KUCHING: Swinburne University of Technology Sarawak has bagged three awards at the Innovate Malaysia Design Competition in Kuala Lumpur recently.
The innovative creations that won first place in three tracks are an automated sensor that detects heavy metal pollution, a vehicular self-navigating system and a solar hybrid powered computer unit.
The Swinburne student-designed projects won the three tracks they competed in namely Microsoft, Intel and MathWorks tracks.
There were a total of seven tracks (categories), in the engineering design competition.
Electrical and electronic students Kong Kah Hung and Ling Ting Yang were the brains behind the heavy metal detecting invention.
The two had developed and published a Windows phone app, which when paired with a sensor, helps researchers to detect and quantify lead in water as lead poisoning can cause serious health problems.
The team’s advisor and Swinburne engineering faculty electrical and electronic course coordinator Dr Chua Hong Siang said the app serves as a data logger and automatically makes the calculation to determine how much lead is present in real time.
The autonomous vehicular navigating system was designed by robotics and mechatronics students Foong Chee Hin and Daniel Sim Yeat Han.
The MathWorks winner works by tracking the car in front of it.
The team’s mentor Dr Hudyjaya Siswoyo Jo said this was achieved with the visual information acquired by a camera.
Data on the position and distance of the lead vehicle is obtained from a marker attached to the back of the lead vehicle.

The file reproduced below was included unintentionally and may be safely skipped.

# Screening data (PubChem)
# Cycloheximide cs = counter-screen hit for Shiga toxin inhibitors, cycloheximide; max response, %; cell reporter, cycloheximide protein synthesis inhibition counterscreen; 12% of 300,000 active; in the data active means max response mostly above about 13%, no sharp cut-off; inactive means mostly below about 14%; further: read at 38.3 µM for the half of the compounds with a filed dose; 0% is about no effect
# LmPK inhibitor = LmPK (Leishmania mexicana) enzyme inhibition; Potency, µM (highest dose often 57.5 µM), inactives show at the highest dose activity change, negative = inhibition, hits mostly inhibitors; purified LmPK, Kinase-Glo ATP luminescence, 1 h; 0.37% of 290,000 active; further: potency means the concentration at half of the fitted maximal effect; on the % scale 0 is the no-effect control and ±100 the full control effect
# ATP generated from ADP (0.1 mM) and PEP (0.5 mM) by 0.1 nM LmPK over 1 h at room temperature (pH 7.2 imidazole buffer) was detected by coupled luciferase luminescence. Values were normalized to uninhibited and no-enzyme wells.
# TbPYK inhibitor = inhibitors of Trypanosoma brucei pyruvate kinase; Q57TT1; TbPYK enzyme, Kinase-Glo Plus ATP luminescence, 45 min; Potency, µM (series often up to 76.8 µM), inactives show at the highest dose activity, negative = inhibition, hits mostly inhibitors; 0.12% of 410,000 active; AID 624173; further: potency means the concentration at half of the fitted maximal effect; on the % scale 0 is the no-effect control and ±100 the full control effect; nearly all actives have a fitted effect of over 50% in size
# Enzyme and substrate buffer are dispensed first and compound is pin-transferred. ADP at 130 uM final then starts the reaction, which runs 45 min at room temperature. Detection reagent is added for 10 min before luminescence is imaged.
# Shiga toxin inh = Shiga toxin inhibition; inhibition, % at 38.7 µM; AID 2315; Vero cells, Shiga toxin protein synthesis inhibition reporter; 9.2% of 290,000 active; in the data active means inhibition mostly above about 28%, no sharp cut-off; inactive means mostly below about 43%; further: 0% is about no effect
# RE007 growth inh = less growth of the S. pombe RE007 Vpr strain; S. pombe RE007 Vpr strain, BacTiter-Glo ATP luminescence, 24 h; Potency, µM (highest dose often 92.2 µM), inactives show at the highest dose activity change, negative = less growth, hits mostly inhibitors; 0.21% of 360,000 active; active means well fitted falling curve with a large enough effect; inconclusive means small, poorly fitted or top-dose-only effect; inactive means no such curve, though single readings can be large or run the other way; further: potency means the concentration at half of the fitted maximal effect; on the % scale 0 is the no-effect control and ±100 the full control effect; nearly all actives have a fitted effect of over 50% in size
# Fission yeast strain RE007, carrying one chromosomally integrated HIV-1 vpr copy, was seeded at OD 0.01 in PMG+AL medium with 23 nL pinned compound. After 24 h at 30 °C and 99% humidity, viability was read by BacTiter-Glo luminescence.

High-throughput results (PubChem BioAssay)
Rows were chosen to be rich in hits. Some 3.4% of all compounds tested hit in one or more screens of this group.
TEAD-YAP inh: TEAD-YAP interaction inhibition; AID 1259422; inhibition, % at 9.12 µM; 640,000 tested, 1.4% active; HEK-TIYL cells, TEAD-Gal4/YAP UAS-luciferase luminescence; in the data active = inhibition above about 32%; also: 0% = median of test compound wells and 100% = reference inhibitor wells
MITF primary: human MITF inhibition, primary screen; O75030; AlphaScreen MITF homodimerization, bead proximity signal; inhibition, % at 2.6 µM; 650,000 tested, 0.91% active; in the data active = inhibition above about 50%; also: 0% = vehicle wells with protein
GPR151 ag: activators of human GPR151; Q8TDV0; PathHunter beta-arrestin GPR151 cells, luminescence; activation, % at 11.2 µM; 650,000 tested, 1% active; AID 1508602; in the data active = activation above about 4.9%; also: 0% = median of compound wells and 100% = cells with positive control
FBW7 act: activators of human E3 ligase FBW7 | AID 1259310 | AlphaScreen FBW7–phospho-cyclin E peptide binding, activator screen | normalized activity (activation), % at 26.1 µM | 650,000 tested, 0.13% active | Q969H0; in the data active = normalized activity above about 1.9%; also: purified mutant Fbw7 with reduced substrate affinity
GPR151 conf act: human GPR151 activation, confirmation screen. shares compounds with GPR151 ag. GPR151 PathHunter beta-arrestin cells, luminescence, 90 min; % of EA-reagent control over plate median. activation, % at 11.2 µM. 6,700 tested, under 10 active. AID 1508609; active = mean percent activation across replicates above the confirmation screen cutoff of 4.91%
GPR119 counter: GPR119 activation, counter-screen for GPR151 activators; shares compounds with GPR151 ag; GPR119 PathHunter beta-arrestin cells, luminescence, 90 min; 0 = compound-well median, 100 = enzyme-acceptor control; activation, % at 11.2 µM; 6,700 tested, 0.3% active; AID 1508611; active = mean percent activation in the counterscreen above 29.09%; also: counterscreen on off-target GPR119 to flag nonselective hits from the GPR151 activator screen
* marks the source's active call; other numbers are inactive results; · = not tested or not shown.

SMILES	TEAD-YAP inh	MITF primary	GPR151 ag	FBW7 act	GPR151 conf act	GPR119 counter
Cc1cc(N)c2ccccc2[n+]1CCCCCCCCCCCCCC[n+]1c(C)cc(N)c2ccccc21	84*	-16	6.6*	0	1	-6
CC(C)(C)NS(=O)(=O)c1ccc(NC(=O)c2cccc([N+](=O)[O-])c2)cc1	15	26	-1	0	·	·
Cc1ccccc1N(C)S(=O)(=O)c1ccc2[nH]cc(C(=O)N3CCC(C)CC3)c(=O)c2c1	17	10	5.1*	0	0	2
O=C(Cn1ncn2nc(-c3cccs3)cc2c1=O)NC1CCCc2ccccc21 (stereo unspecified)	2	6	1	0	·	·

From this, the trailing vehicle navigates and makes adjustments to stay on the desired distance in relation to the lead vehicle.
Mathematical computing software developer MathWorks, which sponsored the track, provided training and software package for short listed candidates as part of the competition.
Martin Wong, Ashwinsekar Chandrasekaran and Ajmal Ghanty are the Intel track winners who designed and developed a computing unit which ran on solar hybrid power technology.
Using Intel Galileo and Minnowboard, it is powered by a solar-panel and on-board batteries.
It could run a full-fledge Windows 8.1 system.
“As long as the sun shines, the solar panel will charge the unit. This is especially practical, for example, for nurses and doctors in rural clinics, emergency centres, and in remote areas or places where power outlets may be lacking,” said Swinburne robotics and mechatronics course coordinator Dr Almon Chai, who advised the students.
The multi-discipline engineering design competition is open to all final year undergraduate engineering or computer science students in Malaysia.
The goal was to promote an innovation culture and mindset among university graduates, enhance knowledge and skill set in practical engineering, encourage greater interest in engineering design and collaboration between industry universities.
The competition is supported by the Ministry of Higher Education and Multimedia Development Corporation.